The chickens ruined it.
The town meeting was on target for being the shortest I’d attended in twelve years. Every warrant article had passed unanimously with nary a peep, blink or cough. Even the 17 million dollar town budget had passed for the first time in my memory with no debate. I was overjoyed at the prospect of an early meeting end, some time with my children, and a reasonable bedtime for myself.
But then the chicken warrant was read.
45 minutes of discussion followed about the pros and cons of changing the current regulations to allow chickens on less acreage. Everything from tick control to poop possibilities were presented and argued by the “defense” and the “prosecutors”.
All my dreams and wishes for the evening swished straight down the drain because of one local hotbed issue.
In the same way, salt can be a source of immeasurable disagreement among even the experts. Some say everyone should refrain from salt usage. Others state that only folks with family histories of health issues need to worry. Still more present arguments for why we need to keep salt in our diets. It can be confusing and frustrating to try to sort out exactly what we should know and do.
Salt isn’t necessarily bad in and of itself. It provides flavor in cooking; it helps metabolize yeast in breads; it draws moisture from veggies and fruits when needed; and it tightens protein bonds, giving strength to dough and batter when we bake. In our bodies, salt helps our blood cells, our nerves and our muscles; and unfortunately salt isn’t something our bodies make, so we need to ingest it.
On the other hand, folks prone to high blood pressure, migraines, heart and stroke problems, and kidney stones have found that cutting back on their sodium intake helps their overall health. In addition, studies do reveal that our bodies only need so much salt to function properly, and we have a tendency to eat way above that amount.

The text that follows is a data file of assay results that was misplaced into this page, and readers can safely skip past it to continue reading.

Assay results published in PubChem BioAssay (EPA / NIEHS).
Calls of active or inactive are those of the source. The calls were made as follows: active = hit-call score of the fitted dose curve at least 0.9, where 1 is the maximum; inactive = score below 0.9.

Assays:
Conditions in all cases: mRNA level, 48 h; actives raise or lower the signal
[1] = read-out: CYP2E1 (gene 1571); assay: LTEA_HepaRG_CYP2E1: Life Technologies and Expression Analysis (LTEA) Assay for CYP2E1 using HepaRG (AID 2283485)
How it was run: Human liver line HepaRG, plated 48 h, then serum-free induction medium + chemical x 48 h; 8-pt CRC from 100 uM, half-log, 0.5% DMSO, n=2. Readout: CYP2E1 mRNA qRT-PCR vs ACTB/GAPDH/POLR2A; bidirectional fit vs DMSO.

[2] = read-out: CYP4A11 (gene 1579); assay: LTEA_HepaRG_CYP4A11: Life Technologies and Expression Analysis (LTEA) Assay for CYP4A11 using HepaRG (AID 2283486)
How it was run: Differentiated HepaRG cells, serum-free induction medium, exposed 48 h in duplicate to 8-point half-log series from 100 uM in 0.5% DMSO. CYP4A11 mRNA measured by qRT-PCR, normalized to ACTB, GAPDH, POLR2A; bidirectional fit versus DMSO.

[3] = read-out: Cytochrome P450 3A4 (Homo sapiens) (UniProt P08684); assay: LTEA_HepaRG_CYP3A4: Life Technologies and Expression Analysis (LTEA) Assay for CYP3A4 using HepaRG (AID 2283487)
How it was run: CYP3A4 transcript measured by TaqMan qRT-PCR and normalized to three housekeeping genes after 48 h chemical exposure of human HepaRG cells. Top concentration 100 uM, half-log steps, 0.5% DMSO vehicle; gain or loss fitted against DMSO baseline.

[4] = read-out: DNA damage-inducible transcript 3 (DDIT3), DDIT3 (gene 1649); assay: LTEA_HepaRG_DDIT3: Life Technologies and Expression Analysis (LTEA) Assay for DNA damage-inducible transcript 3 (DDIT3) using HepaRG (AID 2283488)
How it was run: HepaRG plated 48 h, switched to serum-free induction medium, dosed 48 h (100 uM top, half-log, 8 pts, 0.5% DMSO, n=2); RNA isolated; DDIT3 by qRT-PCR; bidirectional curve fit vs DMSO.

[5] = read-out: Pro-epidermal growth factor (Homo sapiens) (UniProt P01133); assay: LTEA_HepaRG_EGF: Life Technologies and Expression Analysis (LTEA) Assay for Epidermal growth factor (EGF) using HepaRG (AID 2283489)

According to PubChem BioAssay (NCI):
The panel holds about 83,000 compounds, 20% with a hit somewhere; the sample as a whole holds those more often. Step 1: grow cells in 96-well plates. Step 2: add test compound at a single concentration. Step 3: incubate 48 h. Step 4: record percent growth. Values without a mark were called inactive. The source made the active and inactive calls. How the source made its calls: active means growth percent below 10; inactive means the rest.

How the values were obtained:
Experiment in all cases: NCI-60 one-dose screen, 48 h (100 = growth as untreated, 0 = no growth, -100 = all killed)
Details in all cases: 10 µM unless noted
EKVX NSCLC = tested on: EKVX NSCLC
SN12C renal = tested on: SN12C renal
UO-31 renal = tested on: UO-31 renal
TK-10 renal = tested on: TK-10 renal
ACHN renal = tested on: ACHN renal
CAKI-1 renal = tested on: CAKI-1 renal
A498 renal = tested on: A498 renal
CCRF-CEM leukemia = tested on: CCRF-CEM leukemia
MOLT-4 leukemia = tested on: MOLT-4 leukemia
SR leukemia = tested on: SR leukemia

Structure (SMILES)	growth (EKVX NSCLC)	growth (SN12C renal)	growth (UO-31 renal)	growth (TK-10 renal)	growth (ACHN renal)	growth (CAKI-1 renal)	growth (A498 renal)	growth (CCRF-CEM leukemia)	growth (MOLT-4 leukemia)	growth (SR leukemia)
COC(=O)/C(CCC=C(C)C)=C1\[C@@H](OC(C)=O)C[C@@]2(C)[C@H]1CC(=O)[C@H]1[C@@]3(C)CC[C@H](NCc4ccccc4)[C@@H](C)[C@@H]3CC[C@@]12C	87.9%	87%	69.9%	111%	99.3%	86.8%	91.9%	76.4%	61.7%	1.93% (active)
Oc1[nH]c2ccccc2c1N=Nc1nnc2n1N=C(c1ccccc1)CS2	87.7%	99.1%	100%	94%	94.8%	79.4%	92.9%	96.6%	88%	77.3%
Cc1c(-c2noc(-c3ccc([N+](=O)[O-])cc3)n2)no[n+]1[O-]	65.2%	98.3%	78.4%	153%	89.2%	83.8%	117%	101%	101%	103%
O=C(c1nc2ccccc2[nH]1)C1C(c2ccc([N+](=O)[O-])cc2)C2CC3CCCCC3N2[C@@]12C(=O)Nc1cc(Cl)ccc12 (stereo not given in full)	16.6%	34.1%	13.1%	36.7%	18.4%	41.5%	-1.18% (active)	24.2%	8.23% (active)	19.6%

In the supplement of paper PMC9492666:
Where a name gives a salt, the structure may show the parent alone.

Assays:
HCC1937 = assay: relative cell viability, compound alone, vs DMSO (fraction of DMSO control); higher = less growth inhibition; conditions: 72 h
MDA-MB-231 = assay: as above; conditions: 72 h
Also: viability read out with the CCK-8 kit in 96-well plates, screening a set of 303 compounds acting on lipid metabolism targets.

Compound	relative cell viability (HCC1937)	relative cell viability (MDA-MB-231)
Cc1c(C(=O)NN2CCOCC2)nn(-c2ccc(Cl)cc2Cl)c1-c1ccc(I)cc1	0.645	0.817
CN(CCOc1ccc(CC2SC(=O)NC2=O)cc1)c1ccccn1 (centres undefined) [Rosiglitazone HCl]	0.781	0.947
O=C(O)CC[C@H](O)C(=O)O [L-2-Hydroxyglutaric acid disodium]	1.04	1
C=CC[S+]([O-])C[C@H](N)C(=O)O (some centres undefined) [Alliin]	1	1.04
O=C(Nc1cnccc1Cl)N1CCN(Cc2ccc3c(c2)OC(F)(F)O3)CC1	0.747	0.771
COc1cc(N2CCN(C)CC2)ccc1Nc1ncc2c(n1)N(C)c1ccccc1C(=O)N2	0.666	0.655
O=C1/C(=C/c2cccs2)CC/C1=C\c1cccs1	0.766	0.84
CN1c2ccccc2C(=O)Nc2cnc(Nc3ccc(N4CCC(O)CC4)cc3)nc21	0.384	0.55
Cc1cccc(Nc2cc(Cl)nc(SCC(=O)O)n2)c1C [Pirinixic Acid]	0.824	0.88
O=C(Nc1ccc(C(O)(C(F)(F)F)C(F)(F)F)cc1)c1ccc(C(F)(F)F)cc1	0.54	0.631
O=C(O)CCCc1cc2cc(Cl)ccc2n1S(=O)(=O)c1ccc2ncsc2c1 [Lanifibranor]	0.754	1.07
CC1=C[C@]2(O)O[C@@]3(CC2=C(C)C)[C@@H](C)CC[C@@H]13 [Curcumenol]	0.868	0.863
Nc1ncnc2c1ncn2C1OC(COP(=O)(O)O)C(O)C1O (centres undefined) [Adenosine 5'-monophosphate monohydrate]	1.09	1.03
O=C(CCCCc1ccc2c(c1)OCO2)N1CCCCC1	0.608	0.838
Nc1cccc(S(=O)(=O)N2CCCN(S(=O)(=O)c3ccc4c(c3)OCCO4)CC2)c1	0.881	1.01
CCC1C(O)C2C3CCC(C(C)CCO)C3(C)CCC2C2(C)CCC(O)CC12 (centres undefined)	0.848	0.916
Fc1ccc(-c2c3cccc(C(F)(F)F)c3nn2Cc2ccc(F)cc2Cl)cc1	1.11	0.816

Sodium is naturally in a lot of the foods we eat, and simply eating fresh fruits and veggies and low fat meat and chicken and fish will provide our bodies with much of the sodium we need. So, for myself and my family, when I cook, I don’t usually add salt. Herbs and spices lend flavor to just about anything cooked or baked without any need for salt. In most baked goods, you can almost always cut the salt by half and your baked product will not be affected in taste or texture. Sometimes you can even omit it altogether. When I do want to use salt, though, I judiciously use small amounts of coarse salt. The coarse salt tends to give you that slightly salty flavor without overdoing it, and by reducing the amount and using the slightly large salt crystals, you do cut down on your actual sodium intake, even if only by 25%.
Salt in Processed Products
Of course, most of our salt “problems” stem from the products on the grocery shelves which tend to have large amounts of either salt or sugar to both preserve and provide flavor. The good news is that many companies are making low salt and reduced sugar versions of their products. You just have to look for them and choose to use them.